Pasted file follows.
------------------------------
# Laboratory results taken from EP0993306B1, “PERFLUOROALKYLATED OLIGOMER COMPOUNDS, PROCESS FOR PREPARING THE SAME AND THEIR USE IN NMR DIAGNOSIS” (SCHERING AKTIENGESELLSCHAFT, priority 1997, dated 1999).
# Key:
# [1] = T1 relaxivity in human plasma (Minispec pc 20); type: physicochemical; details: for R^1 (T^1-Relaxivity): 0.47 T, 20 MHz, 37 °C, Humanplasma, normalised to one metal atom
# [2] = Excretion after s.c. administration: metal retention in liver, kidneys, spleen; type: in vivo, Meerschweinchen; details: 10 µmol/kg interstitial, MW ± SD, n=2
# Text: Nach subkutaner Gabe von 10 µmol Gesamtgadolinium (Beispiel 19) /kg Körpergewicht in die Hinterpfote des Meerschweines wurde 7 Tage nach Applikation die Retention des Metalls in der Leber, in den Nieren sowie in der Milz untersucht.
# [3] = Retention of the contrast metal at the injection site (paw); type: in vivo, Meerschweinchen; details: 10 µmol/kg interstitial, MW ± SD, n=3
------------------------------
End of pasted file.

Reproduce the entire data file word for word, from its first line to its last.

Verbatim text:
# Laboratory results taken from EP0993306B1, “PERFLUOROALKYLATED OLIGOMER COMPOUNDS, PROCESS FOR PREPARING THE SAME AND THEIR USE IN NMR DIAGNOSIS” (SCHERING AKTIENGESELLSCHAFT, priority 1997, dated 1999).
# Key:
# [1] = T1 relaxivity in human plasma (Minispec pc 20); type: physicochemical; details: for R^1 (T^1-Relaxivity): 0.47 T, 20 MHz, 37 °C, Humanplasma, normalised to one metal atom
# [2] = Excretion after s.c. administration: metal retention in liver, kidneys, spleen; type: in vivo, Meerschweinchen; details: 10 µmol/kg interstitial, MW ± SD, n=2
# Text: Nach subkutaner Gabe von 10 µmol Gesamtgadolinium (Beispiel 19) /kg Körpergewicht in die Hinterpfote des Meerschweines wurde 7 Tage nach Applikation die Retention des Metalls in der Leber, in den Nieren sowie in der Milz untersucht.
# [3] = Retention of the contrast metal at the injection site (paw); type: in vivo, Meerschweinchen; details: 10 µmol/kg interstitial, MW ± SD, n=3